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Thread: Stupid newbie question (first attempt at pickup swapping)

  1. #21
    Junior Member
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    Default Re: Stupid newbie question (first attempt at pickup swapping)

    The first time I swapped out pickups, switch and jack I took pictures at every step just in case I forgot what went where. Also here's a link that might help with soldering...

    https://www.seymourduncan.com/blog/t.../how-to-solder

  2. #22
    Senior Member Downrazor11's Avatar
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    Default Re: Stupid newbie question (first attempt at pickup swapping)

    Quote Originally Posted by Darg1911 View Post
    Or just pick up a copper chore boy at the grocery store ...
    Sometimes those grocery store ones have chemicals on them that can mess up the tip so watch out..

  3. #23
    Mojo's Minions Gtrjunior's Avatar
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    Default Stupid newbie question (first attempt at pickup swapping)

    Based on the recommendation in this thread I bought one of these:






    Hands down far superior in every way to a wet sponge. Highly recommended for anyone that works on their own guitars.

    Thanks GuitarDoc!!!

  4. #24
    Junior Member SZjammin83's Avatar
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    Default Re: Stupid newbie question (first attempt at pickup swapping)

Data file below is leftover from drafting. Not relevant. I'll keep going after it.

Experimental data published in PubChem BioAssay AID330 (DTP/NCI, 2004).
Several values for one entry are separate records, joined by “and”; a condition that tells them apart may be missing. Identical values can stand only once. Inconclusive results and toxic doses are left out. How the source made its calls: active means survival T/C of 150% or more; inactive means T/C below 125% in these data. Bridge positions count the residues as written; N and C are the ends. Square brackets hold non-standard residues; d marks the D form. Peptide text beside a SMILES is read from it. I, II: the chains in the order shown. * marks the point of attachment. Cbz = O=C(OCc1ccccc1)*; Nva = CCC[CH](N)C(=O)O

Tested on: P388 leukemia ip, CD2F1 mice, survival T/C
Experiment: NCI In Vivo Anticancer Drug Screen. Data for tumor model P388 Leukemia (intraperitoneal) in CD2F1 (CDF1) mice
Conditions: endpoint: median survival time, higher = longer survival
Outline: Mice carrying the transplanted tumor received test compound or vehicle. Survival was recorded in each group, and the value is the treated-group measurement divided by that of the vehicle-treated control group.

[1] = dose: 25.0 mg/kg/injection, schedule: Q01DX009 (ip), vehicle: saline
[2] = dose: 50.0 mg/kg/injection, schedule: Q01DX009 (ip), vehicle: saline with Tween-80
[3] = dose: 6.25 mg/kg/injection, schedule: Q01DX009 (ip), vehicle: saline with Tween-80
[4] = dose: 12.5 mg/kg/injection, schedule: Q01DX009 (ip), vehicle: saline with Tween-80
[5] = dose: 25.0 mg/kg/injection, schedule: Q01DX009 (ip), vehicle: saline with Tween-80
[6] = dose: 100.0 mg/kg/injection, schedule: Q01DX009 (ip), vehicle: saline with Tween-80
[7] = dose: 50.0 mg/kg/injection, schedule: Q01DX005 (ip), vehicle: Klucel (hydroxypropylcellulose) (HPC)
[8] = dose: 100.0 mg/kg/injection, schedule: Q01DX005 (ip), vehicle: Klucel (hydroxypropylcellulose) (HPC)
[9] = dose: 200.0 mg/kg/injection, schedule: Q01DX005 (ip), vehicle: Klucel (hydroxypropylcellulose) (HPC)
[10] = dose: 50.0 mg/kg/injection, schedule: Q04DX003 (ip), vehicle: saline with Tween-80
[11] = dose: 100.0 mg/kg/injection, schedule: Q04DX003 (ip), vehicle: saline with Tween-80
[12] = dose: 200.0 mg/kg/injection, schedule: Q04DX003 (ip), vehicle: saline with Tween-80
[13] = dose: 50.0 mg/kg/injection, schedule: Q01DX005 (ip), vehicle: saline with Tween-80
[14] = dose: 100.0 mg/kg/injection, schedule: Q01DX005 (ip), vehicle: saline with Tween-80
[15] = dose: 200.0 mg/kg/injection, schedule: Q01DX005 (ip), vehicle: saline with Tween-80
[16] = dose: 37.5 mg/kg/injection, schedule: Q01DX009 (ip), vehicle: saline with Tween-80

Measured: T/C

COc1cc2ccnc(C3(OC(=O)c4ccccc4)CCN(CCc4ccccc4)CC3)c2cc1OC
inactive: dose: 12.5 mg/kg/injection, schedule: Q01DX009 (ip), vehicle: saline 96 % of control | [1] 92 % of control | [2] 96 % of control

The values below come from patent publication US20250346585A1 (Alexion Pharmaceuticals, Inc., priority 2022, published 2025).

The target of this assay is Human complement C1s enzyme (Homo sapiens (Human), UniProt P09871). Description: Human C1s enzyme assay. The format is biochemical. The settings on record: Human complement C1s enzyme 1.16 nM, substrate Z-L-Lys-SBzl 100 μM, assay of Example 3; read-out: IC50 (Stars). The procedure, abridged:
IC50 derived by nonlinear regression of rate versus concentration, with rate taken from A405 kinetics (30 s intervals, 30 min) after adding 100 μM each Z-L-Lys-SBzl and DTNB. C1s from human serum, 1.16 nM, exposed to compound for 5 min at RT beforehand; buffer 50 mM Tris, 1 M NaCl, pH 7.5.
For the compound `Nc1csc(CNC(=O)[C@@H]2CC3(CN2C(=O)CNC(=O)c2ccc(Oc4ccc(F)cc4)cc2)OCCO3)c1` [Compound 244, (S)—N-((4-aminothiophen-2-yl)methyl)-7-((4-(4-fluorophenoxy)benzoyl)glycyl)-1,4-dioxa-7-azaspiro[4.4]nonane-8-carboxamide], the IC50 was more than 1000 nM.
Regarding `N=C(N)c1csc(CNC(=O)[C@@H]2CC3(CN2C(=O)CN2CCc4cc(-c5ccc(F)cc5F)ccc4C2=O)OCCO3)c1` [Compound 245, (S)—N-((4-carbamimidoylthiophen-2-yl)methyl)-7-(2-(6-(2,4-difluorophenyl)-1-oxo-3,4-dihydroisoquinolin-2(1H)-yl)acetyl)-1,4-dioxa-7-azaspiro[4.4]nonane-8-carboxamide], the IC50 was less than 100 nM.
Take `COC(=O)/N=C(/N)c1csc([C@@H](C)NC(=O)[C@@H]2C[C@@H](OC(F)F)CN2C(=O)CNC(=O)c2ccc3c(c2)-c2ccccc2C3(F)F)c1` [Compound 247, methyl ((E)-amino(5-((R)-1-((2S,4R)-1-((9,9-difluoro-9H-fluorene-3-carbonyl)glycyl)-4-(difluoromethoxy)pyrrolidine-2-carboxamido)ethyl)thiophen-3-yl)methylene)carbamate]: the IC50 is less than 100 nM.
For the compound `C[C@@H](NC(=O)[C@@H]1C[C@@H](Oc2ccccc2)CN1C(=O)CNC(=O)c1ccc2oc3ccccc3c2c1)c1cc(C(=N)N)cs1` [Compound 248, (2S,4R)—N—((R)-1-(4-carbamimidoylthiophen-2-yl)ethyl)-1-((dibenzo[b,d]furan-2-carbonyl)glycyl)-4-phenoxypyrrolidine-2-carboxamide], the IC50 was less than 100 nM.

I just put an Invader set into my guitar about 2 months ago now. It was my very 1st attempt at any type of electrical soldering, big or small. Seeing as I'm SERIOUSLY ADHD as #@%$ (it's pretty bad), and I get frustrated to the MAX with this kinda stuff, same as when I work on trucks/cars (I guess all the frustration and throwing choice words around just makes it feel AWESOME when I get it together n it works. That's the only reason I can come up with as to why I would ever subject myself to dealing with my own craziness like that) anyway, all that considered, I'm still pretty stoked n happy for myself everytime I plug in the guitar I customized and jam! It's a truly a diamond in the rough now in every sense of the phrase. While I was all set to install the pickups, I went to it, but ran into a fairly decent sized bump n the road regarding the existing 3-way toggle that was in the guitar, AND with an issue you mentioned yourself as being very very important.... which it IS. This would be the color coding for your wiring. You'd THINK they have a standard at this day & age, but NOPE... Its alot like MOPAR, only if you were one way, but EVERYBODY else was like MOPAR and just as different as night n day, from not only you, but from everyone! If you go online, I cant recollect precisely, but it could very well be the actual SD site, they've got a list of EVERY pickup company, with a image of a pickup underneath each name and 4 lines off the side of each pickup to represent..... you guessed it, the 4 wires of an actual pickup. So each one will have the 4 different colors listed and based on whatever the placement of the line is in the order (top to bottom) let's you know what its job is, and they match the colors up to the corresponding positions, and that's THAT! Leave it to me though. My ibanez 2003 SZ had probly the ONLY pickups in the face of the earth that werent connected or even affilted with any of the others on the chart. Also, I had an ibanez 3-way "super-swtch" toggle in there that could coil-split one pickup and I DEF wanted that option, but that switch was crazy n I just decided that while I was in my guitar doing the work with the pu's, I'd go on n get ahold of a good solid new regular 3-way and then 2 500k CTS push/pull pots, and a standard 500k for my tone, and shoot my shot at just gutting all the original electrical components and going with all new stuff. It was a Saturday when I got the last of the stuff I needed from GC n I brought it home n started setting up about 12 noon-ish and jumped in head first very shortly after. Now I'm gonna be honest. It took me the entire afternoon, evening, night, and yes, on into the next AM before I had it all set n ready to rock. (And I was so tired that I didnt even wanna try it once till I slept)... BUT, when I did finally let her rip, it was TOTALLY worth all the tedious BS and time spent checking and double checking my work as I did it, because everything functioned/worked and sounded PERFECT as could be.